myShakespeare is a place to consider what Shakespeare means to us today

A creative space to share our thoughts and ideas, revealing how his words, stories and characters continue to influence and reflect human life. Click on ‘more about the project’ for an introduction from Tim Minchin.

More about the project

How can I get involved?

  • Use Banquo to find hourly Shakespeare activity on Twitter, Flickr and eBay.  Like and Share your favourite moments
  • Be part of the Gallery by sharing images and ideas and see new work by commissoned artists
  • Join the conversation by following the Blog, Twitter and Facebook and write a guest post

On the blog:

Cia Elevador de Teatro Panorâmico talk about translating As You Like It

Posted to General with 1 Comment on 26.09.12 by Sarah Ellis

The Brazilian theatre group Cia Elevador de Teatro Panorâmico was founded in 2000 by their artistic director Marcelo Lazzaratto. Ten years later the group undertook the translation and performance of As You Like It. The following is taken from an interview given on 21 June 2011 when their translation was completed and the show was playing at the company’s theatre. The interview appears as transcribed in the book of their translation, published by Balão Editorial. At the interview was Marcelo Lazzaratto (actor and director), and the actors Carolina Fabri, Gabriel Miziara and Pedro Haddad Continue Reading

Will’s World by Muriel Mewissen

Posted to General with 0 Comments on 08.11.12 by Sarah Ellis

Will’s World is a  JISC Discovery project in which EDINA aims to demonstrate the value and principles of aggregation as a tactic. The concept behind this project is that assembling online data sources relating to one topic will add value and improve the discoverability of these resources; making it easier for developers and service providers to build services and ultimately providing an easier access for all to the data itself and enriched content based on it.

Will’s World applies this concept to the world of William Shakespeare. Our project is designing, building and populating a Shakespeare Registry of metadata of digital resources relating to Shakespeare, covering anything from its work and live, to modern performance, interpretation or geographical and historical contextual information. The Royal Shakespeare Company is one the online resources contributing to Will’s World.

Development work to build the Registry has been on-going over the summer. We are now busy adding great data to the Shakespeare Registry and are keen to encourage some creative use of the data.  Following our successful participation in the Culture Hack Scotland event in April, we are currently considering the organisation of an online hack event.

This twist on the traditional in person 24 hours format provides a lot of flexibility. There is  no need to travel, no limits on number of participants or venue size, participants can schedule their participation around their other commitments and used their familiar setup.  Ensuring excellent communication will be key and the use of social media technologies will help us achieve this.

Do you think it is a good idea? Do you have previous experience of similar events to share? How can we support participants? Take part in our survey and tell us your opinions.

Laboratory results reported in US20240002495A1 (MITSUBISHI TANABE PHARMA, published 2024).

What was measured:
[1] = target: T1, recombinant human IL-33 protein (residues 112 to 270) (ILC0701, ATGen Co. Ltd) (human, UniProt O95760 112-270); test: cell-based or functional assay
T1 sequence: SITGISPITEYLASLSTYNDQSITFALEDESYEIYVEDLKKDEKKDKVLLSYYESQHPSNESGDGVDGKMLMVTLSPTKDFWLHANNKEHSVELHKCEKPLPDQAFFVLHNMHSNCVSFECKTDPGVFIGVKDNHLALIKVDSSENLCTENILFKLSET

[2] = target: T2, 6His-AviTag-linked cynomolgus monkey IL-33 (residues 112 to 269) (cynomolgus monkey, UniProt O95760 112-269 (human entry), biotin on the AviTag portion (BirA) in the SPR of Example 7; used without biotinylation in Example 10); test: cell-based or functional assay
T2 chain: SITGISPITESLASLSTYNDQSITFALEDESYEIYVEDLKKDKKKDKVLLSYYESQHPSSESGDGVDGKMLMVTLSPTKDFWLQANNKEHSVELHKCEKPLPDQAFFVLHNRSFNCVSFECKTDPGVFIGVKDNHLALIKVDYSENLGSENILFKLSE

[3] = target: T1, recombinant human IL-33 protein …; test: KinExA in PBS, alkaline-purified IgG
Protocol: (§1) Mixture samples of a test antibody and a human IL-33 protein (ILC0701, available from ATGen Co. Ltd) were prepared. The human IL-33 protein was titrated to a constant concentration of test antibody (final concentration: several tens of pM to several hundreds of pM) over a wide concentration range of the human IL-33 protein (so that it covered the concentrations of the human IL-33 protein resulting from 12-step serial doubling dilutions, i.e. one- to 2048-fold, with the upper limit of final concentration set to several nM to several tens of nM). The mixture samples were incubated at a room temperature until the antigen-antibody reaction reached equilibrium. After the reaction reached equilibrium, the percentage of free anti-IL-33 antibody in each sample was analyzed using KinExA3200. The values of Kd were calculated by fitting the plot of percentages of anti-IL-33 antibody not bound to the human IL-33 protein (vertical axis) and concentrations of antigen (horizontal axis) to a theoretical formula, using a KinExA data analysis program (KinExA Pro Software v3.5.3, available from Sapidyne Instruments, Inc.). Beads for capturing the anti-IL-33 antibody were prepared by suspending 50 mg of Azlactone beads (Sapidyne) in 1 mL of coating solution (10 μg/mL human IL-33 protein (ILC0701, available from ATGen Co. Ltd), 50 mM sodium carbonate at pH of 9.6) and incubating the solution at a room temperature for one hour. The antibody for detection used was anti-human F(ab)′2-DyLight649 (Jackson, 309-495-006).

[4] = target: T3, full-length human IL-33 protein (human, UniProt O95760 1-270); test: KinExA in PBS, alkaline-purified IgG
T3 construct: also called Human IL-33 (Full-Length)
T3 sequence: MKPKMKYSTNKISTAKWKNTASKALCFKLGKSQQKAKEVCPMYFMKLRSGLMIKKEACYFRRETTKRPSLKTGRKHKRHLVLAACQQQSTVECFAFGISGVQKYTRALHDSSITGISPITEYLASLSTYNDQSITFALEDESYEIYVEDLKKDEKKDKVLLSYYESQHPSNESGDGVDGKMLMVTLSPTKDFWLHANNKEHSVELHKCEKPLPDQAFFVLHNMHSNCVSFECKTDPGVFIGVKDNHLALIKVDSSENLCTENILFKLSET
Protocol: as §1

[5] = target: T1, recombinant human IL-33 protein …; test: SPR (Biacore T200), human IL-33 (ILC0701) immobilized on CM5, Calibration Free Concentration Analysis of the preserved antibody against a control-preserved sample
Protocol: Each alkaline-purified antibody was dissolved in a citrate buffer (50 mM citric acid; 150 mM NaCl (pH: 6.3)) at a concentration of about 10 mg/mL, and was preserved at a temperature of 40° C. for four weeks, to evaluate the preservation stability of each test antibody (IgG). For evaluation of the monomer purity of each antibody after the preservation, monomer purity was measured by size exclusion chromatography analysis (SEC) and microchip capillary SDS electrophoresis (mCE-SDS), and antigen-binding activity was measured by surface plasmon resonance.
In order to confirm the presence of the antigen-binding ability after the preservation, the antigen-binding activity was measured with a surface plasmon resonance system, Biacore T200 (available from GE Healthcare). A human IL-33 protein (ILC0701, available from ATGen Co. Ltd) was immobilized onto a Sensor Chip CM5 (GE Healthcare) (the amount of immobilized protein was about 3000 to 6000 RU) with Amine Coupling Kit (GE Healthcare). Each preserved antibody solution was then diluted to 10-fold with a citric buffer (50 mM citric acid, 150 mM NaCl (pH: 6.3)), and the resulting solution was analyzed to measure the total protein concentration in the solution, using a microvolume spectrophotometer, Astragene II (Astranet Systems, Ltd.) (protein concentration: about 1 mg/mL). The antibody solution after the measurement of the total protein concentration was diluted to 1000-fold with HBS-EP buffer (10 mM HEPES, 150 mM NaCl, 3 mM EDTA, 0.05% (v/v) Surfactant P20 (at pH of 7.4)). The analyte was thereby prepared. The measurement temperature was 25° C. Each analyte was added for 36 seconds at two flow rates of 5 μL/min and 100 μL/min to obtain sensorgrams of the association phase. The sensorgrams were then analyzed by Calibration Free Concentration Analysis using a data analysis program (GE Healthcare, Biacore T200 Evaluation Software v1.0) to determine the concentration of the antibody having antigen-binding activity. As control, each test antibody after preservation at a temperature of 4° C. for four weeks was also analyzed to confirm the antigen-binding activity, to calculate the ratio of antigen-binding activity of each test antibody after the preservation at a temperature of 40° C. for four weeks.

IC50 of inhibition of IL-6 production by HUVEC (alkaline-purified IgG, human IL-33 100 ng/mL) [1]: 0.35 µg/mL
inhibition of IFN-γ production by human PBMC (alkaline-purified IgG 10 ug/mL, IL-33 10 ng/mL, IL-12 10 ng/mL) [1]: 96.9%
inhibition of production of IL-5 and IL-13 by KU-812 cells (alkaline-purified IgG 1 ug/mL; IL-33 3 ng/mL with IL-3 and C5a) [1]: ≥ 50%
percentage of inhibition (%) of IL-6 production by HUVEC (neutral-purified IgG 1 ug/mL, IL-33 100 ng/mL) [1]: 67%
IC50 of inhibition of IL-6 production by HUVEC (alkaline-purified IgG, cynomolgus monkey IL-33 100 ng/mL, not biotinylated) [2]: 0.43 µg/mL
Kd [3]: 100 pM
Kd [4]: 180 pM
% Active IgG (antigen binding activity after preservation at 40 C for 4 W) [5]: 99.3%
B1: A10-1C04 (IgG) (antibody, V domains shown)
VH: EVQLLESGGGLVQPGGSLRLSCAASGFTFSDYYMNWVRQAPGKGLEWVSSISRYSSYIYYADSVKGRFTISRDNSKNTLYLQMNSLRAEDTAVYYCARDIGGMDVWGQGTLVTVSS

Feedback so far has been very supportive, see our post Can one desire too much of a good thing? We are now hoping to go ahead with organising this event in early December.  Put it in your diary and get in touch if you want to be involved!

Sarah Dustagheer exposes the innovation of The Tempest, Shakespeare’s ‘first’ play in two parts

Posted to General with 1 Comment on 14.11.12 by Harry Jelley

The Tempest: Shakespeare’s ‘first’ play – part 1
It is 1611.  You are sitting in the Blackfriars theatre, north of the river Thames, near the City walls.  It is a small hall space, very different from the large amphitheatres such as the Globe just across the river.  No need to worry about being rained on here.  You look around…as usual the audience have decided to come and show off the latest London fashion under the candlelight which lights the theatre: the auditorium shimmers and glitters with expensive materials and jewels.  Some of the wealthier women have used crushed pearl to paint their faces, as is the trend, and their skin glistens in the light.

The place is packed – every seat is filled and, unlike the Globe, there is no standing.  You have chosen one of the seats on stage – you don’t mind paying a little more to be close to the action!  Today the King’s Men perform a new play by their leading playwright, Shakespeare.  He’s written for the Blackfriars since 1609 when the company took over the venue: they use it for the winter and return to their longstanding home, the Globe, for the summer months.  But although Shakespeare has written other plays for this space, rumour has it that today’s play is the first to fully exploit the playing possibilities of the Blackfriars.  So you are looking forward to see what all the fuss is about.  The concert performed just before the play finishes – music works so well in this small indoor space, a whole range of instruments are played here that you just would not be able to hear at outdoor playhouses.  It is little wonder that so many playwrights like to use lots of music in their Blackfriars plays.  The sounds of the concert are still in your ears but, then, suddenly, rudely, this is disrupted – the loudest noise, thunder, lightning, you are in the midst of a storm….. The Tempest has begun Continue Reading